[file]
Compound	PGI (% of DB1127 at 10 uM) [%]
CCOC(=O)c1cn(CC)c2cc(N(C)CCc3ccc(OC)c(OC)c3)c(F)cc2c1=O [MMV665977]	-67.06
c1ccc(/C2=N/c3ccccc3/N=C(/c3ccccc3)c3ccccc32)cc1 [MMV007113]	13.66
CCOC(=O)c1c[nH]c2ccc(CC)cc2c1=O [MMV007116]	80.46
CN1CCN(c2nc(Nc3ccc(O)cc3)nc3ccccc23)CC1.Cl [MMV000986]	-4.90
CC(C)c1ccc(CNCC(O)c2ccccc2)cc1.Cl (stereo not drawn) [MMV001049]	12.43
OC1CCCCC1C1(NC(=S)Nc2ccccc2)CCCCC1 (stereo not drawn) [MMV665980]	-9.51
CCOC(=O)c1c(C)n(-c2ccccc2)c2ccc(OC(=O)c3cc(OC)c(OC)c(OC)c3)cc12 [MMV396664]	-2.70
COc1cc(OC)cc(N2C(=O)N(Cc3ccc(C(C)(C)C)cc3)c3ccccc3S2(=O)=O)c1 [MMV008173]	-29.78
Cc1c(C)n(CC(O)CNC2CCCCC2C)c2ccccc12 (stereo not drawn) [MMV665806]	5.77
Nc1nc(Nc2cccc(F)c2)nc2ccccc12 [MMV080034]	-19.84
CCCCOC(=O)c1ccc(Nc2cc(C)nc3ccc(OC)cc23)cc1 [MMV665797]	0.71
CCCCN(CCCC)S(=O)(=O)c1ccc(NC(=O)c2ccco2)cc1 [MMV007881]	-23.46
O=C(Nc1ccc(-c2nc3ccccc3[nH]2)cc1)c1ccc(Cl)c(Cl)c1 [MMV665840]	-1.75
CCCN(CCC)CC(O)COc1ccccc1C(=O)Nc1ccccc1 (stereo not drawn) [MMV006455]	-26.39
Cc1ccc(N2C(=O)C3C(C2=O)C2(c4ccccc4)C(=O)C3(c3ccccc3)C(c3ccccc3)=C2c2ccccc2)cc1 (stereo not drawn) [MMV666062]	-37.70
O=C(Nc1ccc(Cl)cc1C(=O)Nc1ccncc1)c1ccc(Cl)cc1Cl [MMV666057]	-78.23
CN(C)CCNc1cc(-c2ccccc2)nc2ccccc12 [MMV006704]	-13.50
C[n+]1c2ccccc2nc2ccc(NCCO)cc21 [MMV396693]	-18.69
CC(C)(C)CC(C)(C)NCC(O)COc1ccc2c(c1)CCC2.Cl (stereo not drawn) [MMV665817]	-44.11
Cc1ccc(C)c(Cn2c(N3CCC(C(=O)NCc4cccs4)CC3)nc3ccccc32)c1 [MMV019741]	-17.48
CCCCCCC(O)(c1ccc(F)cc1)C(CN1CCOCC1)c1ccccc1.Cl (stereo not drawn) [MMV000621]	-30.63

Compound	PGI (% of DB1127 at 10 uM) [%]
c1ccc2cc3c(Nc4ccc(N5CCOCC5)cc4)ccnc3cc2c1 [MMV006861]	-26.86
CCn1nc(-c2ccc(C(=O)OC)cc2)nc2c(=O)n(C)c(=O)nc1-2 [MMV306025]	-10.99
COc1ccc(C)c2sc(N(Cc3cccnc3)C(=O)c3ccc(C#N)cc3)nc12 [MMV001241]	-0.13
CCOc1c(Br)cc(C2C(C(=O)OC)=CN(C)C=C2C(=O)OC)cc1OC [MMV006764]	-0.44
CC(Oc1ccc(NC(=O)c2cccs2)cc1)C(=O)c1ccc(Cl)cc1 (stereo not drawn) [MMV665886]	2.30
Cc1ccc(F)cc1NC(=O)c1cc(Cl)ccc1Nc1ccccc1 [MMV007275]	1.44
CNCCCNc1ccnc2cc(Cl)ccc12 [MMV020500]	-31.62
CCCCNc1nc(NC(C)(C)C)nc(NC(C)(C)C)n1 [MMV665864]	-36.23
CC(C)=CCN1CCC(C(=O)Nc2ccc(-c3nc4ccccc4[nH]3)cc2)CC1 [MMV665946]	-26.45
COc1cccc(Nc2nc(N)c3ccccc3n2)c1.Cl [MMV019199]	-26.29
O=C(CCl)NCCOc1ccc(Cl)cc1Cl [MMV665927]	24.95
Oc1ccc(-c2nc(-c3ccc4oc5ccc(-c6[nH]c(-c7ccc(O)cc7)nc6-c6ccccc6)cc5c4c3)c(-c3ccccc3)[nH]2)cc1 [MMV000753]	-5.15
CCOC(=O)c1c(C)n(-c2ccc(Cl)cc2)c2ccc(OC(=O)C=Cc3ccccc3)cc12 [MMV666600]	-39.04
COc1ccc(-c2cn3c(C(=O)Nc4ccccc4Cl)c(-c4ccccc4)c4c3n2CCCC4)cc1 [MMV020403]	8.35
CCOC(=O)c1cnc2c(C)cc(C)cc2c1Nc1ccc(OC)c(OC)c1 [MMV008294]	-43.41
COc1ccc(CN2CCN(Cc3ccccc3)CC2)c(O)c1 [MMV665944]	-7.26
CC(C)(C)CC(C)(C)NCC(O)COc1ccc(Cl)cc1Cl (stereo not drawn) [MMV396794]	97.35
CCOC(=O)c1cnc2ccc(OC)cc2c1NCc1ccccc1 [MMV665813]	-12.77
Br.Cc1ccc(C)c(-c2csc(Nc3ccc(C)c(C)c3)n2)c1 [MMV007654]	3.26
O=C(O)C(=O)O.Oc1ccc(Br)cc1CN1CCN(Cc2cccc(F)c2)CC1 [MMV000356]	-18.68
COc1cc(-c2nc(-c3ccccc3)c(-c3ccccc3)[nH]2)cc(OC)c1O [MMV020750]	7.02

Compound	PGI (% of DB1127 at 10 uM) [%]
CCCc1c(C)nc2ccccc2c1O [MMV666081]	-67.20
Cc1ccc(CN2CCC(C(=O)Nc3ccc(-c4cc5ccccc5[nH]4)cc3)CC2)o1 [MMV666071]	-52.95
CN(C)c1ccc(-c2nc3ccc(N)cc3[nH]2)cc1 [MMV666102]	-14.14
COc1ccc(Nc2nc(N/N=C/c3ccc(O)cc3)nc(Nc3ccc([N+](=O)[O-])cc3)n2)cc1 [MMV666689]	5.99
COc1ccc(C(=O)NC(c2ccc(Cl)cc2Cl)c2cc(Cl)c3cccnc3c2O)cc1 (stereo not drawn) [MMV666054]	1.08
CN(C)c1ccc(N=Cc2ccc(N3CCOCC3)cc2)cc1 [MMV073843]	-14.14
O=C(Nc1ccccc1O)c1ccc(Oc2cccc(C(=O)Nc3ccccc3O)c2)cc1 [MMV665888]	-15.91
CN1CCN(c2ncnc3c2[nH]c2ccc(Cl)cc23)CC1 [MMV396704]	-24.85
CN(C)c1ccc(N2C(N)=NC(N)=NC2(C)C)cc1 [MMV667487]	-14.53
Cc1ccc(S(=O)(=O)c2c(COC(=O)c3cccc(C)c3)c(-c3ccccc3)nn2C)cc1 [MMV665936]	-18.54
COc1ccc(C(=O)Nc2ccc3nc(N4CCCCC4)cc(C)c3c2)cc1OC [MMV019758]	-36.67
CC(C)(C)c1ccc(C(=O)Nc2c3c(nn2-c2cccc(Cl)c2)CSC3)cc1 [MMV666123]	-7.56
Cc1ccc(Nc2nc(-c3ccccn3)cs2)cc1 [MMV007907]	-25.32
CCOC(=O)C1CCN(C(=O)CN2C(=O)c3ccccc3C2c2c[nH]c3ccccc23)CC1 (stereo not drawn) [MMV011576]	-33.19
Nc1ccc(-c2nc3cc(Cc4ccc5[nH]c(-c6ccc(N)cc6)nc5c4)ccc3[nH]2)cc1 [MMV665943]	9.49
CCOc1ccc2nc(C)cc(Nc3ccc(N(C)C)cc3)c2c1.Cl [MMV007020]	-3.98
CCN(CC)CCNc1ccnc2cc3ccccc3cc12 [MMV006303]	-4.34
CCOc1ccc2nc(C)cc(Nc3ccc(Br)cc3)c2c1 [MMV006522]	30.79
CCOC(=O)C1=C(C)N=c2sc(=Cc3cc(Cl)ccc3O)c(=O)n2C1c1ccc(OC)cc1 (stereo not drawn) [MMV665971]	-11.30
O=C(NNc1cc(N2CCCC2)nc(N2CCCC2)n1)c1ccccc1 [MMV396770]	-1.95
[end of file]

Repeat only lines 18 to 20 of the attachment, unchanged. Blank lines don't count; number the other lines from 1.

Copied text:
CN(C)CCNc1cc(-c2ccccc2)nc2ccccc12 [MMV006704]	-13.50
C[n+]1c2ccccc2nc2ccc(NCCO)cc21 [MMV396693]	-18.69
CC(C)(C)CC(C)(C)NCC(O)COc1ccc2c(c1)CCC2.Cl (stereo not drawn) [MMV665817]	-44.11